The National Park Service (NPS) is responsible for controlling air pollution sources within NPS boundaries. And, because the majority of air pollution affecting parks comes from outside NPS boundaries, we also have a role in the nation’s air quality management.
NPS air specialists and resource managers participate in stakeholder forums to review and advise development of air quality management policy. We also review proposed regulations, air pollution permits, and state and federal plans related to air pollution. Policies, regulations, and partnership activities are the main ways that the NPS is able to reduce and avoid harmful effects of air pollution on parks.
Regulations & Policies
U.S. laws, including the Clean Air Act, seek to reduce or eliminate air pollution in parks. National Ambient Air Quality Standards are designed to protect human health and welfare. Emissions reductions to meet the national standards have improved visibility and air quality in national parks. The Clean Air Act Amendments of 1977 provide special protections for 48 NPS Class I areas. As part of this, the prevention of significant deterioration (PSD) program outlines permitting requirements including NPS evaluation of potential air pollution impacts to Class I areas. (See the NPS Role in Permit Review section to learn more.) The 1977 Amendments also emphasized visibility protection in Class I areas and have resulted in additional emissions reductions and visibility improvements. Learn more about visibility and regional haze programs »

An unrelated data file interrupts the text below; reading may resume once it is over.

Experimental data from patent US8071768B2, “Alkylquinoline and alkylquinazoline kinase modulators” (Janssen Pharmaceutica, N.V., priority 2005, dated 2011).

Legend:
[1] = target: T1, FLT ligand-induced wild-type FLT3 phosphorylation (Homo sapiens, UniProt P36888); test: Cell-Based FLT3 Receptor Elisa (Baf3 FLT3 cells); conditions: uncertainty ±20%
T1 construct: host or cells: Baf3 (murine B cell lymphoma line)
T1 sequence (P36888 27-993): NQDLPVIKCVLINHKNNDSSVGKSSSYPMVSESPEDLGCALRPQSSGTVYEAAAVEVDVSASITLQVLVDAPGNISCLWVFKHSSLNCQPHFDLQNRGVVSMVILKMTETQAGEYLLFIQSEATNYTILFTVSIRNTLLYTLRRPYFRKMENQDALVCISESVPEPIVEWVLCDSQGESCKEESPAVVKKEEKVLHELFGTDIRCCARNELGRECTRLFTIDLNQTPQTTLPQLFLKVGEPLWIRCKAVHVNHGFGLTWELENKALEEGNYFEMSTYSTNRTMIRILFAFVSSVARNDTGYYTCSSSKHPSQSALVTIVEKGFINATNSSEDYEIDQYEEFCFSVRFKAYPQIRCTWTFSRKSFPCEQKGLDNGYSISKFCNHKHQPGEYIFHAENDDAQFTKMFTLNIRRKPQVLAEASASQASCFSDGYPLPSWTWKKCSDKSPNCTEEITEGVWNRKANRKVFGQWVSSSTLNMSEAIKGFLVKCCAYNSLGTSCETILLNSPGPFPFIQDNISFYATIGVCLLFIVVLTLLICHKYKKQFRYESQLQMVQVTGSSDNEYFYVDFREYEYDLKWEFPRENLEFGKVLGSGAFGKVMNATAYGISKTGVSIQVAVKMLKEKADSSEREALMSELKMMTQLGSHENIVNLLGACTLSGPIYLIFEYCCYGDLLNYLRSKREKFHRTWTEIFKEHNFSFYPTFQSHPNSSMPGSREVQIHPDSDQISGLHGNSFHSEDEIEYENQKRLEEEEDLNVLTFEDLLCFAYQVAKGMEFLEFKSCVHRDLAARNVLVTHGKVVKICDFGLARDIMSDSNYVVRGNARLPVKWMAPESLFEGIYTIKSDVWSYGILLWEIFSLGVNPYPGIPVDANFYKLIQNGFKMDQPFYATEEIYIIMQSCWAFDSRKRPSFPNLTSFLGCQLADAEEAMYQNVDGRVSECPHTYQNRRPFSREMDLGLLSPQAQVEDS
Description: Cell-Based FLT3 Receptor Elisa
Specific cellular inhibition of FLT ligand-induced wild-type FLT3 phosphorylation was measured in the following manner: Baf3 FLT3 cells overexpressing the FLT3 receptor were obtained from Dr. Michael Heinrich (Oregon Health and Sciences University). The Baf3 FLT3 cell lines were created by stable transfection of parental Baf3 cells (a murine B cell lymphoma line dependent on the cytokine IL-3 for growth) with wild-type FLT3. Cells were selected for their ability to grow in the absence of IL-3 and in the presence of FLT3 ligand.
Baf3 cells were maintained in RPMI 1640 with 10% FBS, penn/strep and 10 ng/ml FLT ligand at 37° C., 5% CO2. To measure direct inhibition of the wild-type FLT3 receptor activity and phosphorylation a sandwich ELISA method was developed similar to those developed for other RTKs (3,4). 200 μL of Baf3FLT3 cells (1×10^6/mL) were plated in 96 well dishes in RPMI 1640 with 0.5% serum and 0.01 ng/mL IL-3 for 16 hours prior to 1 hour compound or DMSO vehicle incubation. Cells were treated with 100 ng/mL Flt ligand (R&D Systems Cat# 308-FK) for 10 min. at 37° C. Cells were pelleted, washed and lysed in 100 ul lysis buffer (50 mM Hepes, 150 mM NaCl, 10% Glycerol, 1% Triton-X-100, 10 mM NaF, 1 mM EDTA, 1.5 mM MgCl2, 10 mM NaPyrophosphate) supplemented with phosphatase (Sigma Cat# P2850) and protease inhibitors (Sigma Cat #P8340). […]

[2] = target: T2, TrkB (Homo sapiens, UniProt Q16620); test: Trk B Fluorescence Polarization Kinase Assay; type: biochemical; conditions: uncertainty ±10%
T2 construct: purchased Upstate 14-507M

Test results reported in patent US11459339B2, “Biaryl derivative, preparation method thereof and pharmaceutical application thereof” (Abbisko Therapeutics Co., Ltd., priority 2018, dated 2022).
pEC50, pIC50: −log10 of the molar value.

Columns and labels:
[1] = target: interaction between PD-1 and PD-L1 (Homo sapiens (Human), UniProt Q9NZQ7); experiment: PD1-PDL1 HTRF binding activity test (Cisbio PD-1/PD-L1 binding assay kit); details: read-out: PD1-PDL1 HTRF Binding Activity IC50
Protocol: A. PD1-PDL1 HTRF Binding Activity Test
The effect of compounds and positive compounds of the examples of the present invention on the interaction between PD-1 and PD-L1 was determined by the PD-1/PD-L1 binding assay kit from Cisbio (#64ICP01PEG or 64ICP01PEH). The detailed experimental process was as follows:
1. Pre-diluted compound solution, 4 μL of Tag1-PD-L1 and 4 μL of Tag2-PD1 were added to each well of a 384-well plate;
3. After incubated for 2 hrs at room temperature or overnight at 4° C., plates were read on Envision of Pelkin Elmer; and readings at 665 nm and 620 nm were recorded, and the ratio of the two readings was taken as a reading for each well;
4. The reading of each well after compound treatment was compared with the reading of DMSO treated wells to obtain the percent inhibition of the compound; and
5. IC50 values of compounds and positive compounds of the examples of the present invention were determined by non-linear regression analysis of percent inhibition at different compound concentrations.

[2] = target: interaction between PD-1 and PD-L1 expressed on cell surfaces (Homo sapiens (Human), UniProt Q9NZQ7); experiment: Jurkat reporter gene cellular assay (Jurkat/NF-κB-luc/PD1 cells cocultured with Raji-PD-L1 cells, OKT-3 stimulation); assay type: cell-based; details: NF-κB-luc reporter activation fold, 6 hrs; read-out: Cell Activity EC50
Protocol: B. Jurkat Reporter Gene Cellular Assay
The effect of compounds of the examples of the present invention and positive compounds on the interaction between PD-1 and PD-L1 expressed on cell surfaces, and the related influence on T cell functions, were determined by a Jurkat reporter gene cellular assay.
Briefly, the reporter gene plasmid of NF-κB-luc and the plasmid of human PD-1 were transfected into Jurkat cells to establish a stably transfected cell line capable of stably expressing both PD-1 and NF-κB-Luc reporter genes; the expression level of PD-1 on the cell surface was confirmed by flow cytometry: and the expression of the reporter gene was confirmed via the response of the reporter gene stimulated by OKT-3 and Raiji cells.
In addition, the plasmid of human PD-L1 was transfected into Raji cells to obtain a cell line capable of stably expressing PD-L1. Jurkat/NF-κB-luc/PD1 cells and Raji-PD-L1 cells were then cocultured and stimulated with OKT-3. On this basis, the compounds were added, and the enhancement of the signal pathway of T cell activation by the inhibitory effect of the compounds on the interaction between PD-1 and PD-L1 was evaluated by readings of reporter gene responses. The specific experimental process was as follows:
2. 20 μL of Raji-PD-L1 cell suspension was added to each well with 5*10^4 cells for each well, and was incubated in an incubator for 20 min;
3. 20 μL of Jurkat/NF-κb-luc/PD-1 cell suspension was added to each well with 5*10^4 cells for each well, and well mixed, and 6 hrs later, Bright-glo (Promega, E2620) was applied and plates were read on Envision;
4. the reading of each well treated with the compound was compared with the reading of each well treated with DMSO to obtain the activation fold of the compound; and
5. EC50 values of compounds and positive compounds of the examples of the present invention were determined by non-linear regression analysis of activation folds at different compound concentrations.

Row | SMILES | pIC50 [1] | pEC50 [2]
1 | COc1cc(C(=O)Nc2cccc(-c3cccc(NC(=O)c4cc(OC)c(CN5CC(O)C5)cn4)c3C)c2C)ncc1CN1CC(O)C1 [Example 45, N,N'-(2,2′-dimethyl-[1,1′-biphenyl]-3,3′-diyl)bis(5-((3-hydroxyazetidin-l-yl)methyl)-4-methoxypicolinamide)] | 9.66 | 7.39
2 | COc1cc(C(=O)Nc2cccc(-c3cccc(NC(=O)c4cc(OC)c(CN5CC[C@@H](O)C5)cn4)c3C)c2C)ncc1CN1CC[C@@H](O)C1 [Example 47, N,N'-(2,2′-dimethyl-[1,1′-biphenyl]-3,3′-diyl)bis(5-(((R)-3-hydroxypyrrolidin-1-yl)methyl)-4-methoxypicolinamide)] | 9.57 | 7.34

The 2006 NPS Management Policies provide an additional layer of support for NPS air quality protection stating that we will seek to “perpetuate the best possible air quality in parks” (Section 4.7.1).
NPS and Other Agency Planning
Based on NPS management policies, internal park planning should identify air pollution impacts, and solutions for making sure that clean air and clear views are protected unimpaired for future generations. In addition, we work with federal, state, and local agencies so that that their planning, permitting, and regulatory decisions do not harm park resources. Learn more »
The NPS has successfully reduced air pollution effects on park resources by working with air regulatory agencies, stakeholders, and other federal land managers. Cooperative conservation partnerships are key for success in these efforts.